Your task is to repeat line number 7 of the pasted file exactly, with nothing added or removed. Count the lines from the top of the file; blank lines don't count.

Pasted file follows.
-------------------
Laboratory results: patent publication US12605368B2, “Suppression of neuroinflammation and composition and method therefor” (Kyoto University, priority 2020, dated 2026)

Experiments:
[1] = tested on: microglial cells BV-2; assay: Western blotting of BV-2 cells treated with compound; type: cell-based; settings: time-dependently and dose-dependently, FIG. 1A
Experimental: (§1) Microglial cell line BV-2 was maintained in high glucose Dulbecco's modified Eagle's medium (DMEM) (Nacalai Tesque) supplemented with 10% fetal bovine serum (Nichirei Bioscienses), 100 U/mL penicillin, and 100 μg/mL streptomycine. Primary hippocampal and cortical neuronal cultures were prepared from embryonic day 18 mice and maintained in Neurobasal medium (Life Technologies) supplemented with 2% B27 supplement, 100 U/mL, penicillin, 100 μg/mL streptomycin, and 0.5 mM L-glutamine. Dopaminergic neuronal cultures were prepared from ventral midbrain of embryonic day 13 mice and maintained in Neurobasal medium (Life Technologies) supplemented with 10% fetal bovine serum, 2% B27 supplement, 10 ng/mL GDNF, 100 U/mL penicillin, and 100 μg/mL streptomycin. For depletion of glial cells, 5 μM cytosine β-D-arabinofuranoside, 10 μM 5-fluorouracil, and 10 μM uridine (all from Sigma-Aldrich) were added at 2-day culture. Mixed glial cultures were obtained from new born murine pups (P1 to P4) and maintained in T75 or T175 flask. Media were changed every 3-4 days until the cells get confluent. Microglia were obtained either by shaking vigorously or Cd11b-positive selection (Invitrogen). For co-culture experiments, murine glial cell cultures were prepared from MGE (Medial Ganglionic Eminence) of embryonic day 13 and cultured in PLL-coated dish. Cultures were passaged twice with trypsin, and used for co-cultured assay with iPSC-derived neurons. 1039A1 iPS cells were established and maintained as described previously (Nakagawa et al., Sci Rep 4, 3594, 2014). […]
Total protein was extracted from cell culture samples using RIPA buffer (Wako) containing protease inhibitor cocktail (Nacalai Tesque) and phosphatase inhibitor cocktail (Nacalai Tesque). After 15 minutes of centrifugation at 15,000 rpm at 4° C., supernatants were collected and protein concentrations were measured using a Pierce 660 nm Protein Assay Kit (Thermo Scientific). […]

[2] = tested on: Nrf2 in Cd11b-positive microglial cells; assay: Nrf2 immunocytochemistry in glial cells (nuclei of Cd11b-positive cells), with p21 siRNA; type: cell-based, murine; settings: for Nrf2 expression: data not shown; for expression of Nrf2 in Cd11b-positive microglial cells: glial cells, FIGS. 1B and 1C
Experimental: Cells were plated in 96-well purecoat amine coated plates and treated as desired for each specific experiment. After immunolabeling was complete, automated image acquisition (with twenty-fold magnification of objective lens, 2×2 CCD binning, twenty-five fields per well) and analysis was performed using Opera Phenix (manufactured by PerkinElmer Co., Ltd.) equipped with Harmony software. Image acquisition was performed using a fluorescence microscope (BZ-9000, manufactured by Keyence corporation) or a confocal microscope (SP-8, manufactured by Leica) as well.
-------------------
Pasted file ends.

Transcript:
Experimental: Cells were plated in 96-well purecoat amine coated plates and treated as desired for each specific experiment. After immunolabeling was complete, automated image acquisition (with twenty-fold magnification of objective lens, 2×2 CCD binning, twenty-five fields per well) and analysis was performed using Opera Phenix (manufactured by PerkinElmer Co., Ltd.) equipped with Harmony software. Image acquisition was performed using a fluorescence microscope (BZ-9000, manufactured by Keyence corporation) or a confocal microscope (SP-8, manufactured by Leica) as well.